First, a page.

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This Day in My History

George Washington's
Rules of Civility
and Decent Behaviour

23rd:   When you see a crime punished, you may be inwardly pleased, but always show pity to the suffering offender.

Yesterday's Entries

2000: Jelly Belly World
 Not Where I Want to Be
2002:  One Small Step for a Woman
2003:  All Creatures Great and Small


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I'm a proud

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I will catch that Green Monster someday!

Sheila Video 1
    ("See Sheila Run")
Sheila Video 2
    ("Meet Barkley")
Sheila Video 3
    ("Play time")
Sheila Video 4
    ("The Green Monster")
Sheila Video 5
    ("Sheila's Tongue")



15 September 2004

My father may have had a lot of negative qualities, but there were a couple of good ones that it's nice to remember. 

For one thing, he was never one to remain silent when there was a cause he believed in.  He wasn't one to carry picket signs or be hauled off to jail, but he could write, and write he did.

He was such a regular contributor to the Marin Independent Journal, that when he died they gave him a celebrity-type obituary.

One of his great successes was a stop sign.  His house backed up onto Freitas Parkway, a very busy street which a lot of kids had to cross to get to school.  Each day he'd watch these kids try to get across the street, dodging the cars that sped too fast down the parkway.  He started a campaign to get a stop sign put in--and every time I stop at that corner, I think that he was the one who got that stop sign installed.  I kind of think of it as his legacy to San Rafael.

It is one of his traits that I apparently have adopted.   I understand the "empowerment" of the faceless protest.  I may be too scared / embarrassed / terrified / shy or whatever to get up on a stage and shout my feelings to a crowd of people, like David did here last week at the Counter Convention rally.  But I can write a damn good letter to the editor, and have done so on many occasions.

For many years, the Christmas season started with my annual letter to the editor about the Boy Scout Christmas tree lot, and how the Scouts discriminate and how people should buy their trees elsewhere.  It was a hot war for a long time, but the oomph seemed to go out of it.  Both sides were going through the motions.  There was nothing new to say, and last year I didn't write my letter.  The Scout lot had lots and lots of trees left over as Christmas approached and I kind of figured that the years of debate had a somewhat long-lasting effect.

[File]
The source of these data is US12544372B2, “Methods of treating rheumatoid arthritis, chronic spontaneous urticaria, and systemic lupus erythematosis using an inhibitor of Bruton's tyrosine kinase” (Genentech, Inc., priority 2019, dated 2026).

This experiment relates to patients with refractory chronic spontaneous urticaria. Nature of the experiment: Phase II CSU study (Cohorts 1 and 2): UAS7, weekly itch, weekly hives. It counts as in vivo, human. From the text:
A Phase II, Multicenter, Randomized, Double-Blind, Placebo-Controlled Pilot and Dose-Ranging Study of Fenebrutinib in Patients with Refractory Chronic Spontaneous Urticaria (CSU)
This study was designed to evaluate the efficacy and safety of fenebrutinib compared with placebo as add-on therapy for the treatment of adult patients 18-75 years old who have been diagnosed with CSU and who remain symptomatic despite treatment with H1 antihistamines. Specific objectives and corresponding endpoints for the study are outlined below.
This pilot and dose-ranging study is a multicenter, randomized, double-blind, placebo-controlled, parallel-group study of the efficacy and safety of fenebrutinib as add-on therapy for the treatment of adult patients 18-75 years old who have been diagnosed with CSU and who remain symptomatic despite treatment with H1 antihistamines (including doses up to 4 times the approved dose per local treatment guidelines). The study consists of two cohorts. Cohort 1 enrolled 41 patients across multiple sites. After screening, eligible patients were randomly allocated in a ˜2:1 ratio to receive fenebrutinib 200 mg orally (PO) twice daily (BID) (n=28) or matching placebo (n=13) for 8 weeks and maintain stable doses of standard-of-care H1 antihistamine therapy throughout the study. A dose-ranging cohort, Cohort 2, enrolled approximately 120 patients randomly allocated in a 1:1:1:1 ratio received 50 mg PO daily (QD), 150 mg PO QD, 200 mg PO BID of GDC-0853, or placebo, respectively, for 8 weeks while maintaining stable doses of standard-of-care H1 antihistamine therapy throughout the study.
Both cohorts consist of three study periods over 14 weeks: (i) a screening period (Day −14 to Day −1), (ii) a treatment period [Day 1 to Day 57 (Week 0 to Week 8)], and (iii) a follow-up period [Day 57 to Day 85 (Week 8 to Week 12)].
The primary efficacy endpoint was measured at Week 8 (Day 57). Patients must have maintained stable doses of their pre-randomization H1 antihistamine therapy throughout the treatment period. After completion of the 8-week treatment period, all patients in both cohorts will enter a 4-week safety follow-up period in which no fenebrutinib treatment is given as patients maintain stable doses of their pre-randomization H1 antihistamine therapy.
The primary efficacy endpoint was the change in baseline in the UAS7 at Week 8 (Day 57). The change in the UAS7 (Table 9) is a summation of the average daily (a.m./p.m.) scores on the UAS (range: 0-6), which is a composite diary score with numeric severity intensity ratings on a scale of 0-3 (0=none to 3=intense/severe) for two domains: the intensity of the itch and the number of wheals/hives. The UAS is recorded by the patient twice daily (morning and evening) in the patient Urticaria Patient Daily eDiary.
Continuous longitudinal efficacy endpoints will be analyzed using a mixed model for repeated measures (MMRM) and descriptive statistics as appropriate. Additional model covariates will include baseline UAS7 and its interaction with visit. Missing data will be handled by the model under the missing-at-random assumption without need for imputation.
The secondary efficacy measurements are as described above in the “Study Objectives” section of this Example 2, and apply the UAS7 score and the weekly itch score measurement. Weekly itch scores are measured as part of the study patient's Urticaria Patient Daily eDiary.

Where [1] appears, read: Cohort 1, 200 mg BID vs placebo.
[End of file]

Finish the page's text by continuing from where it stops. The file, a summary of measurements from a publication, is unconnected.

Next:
I frequently write about gay issues and generally get feedback on those letters, though my most vocal critic, a guy named Don Sorensen, died a few months ago.  Don would write to me and then call and leave nasty messages on Ellen and Shelly's answering machine.  But Don is gone--and all the rest of the feedback I've received has been generally positive.

I also got good response when I supported the dog park at the Davis Cemetery, a letter that got me invited to the heated meeting about that issue (we lost, but we were very vocal).

Last week I wrote about a letter that had appeared in the paper.  Some folks had published an obituary for their dog.  This town can be so petty!  Someone sent a lengthy letter to the editor talking about how an obituary for a dog "demeaned" the regular obituaries.  In my letter, I said that it's very possible that this dog was loved far more than some of the people whose obituaries are printed and that to demean the grief of the people who posted the obituary was highly insensitive.

I've had 3 calls about that letter, and an email as well, all very supportive.  The first guy who called said that he always reads me letters and agrees with me right across the board.

Nice to know.  I don't know that it has any effect, but it's my father's genes--I need to speak out, and am too timid to do it in person.

The genes were passed along to Ned, who became famous for his letters to the editor here in Davis.  Ned's were generally more informed and better researched than mine were.  I spoke from the heart, Ned had the facts to back him up.   People have told me frequently that they miss Ned's letters now that he's moved to Sacramento.

Yesterday I started a campaign to get recognition for Shelly and Ellen.  They have worked tirelessly, not only for gay issues (though, of course, mostly for gay issues), but also with the homeless, with abortion causes, for voter rights, etc.  A full page of activities.  I have nominated t hem for one of the annual city awards several times, but this time I'm making a concerted effort and got a kind of verbal resume from Ellen and really backed up my nomination of the two of them.  I'm keeping my fingers crossed, since the initial response I got from the chairman of the committee was a somewhat positive.

Years ago, I set about on a campaign to get an award for a teacher at the high school.  We got lots of lots of people to write in letters and it was a tremendous triumph when he actually won the award.

I'm hoping that we'll have the opportunity to experience that same triumph when Shelly and Ellen get their awards.

It's not a stop sign, but it would be every bit as satisfying!

Websites of the Day

Thanks to Jeannie, I've discovered a brand new group that is fighting to defeat Bush's reelection -- birders!

And for an almost totally non-political web page, but just heartwarming and darn cute, check this blog, especially the many photos and movies.


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The position of frogs on the Bush election is not yet known.
Photo by Claire Amy Atkins



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